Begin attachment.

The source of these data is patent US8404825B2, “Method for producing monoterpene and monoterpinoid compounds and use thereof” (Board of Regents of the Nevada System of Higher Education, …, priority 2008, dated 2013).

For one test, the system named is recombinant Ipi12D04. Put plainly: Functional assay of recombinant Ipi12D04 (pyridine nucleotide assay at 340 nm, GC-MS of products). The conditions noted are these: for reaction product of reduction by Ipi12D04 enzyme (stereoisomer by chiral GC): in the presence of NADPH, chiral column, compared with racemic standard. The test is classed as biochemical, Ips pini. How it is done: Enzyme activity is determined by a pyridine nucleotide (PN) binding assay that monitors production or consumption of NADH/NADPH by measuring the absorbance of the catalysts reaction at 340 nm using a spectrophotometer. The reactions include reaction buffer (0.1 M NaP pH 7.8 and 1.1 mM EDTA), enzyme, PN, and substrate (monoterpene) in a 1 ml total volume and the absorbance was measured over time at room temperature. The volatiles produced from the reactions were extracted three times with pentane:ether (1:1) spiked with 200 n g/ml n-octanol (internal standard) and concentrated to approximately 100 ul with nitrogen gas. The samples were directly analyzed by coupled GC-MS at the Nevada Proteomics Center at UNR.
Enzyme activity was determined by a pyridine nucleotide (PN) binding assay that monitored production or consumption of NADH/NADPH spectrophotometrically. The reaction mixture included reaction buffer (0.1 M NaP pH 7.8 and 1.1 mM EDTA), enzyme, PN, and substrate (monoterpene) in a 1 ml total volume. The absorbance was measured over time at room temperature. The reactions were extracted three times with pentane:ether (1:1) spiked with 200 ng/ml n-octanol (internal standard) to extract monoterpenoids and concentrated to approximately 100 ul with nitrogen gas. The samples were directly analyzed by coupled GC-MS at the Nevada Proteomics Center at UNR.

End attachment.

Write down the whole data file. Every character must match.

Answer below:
The source of these data is patent US8404825B2, “Method for producing monoterpene and monoterpinoid compounds and use thereof” (Board of Regents of the Nevada System of Higher Education, …, priority 2008, dated 2013).

For one test, the system named is recombinant Ipi12D04. Put plainly: Functional assay of recombinant Ipi12D04 (pyridine nucleotide assay at 340 nm, GC-MS of products). The conditions noted are these: for reaction product of reduction by Ipi12D04 enzyme (stereoisomer by chiral GC): in the presence of NADPH, chiral column, compared with racemic standard. The test is classed as biochemical, Ips pini. How it is done: Enzyme activity is determined by a pyridine nucleotide (PN) binding assay that monitors production or consumption of NADH/NADPH by measuring the absorbance of the catalysts reaction at 340 nm using a spectrophotometer. The reactions include reaction buffer (0.1 M NaP pH 7.8 and 1.1 mM EDTA), enzyme, PN, and substrate (monoterpene) in a 1 ml total volume and the absorbance was measured over time at room temperature. The volatiles produced from the reactions were extracted three times with pentane:ether (1:1) spiked with 200 n g/ml n-octanol (internal standard) and concentrated to approximately 100 ul with nitrogen gas. The samples were directly analyzed by coupled GC-MS at the Nevada Proteomics Center at UNR.
Enzyme activity was determined by a pyridine nucleotide (PN) binding assay that monitored production or consumption of NADH/NADPH spectrophotometrically. The reaction mixture included reaction buffer (0.1 M NaP pH 7.8 and 1.1 mM EDTA), enzyme, PN, and substrate (monoterpene) in a 1 ml total volume. The absorbance was measured over time at room temperature. The reactions were extracted three times with pentane:ether (1:1) spiked with 200 ng/ml n-octanol (internal standard) to extract monoterpenoids and concentrated to approximately 100 ul with nitrogen gas. The samples were directly analyzed by coupled GC-MS at the Nevada Proteomics Center at UNR.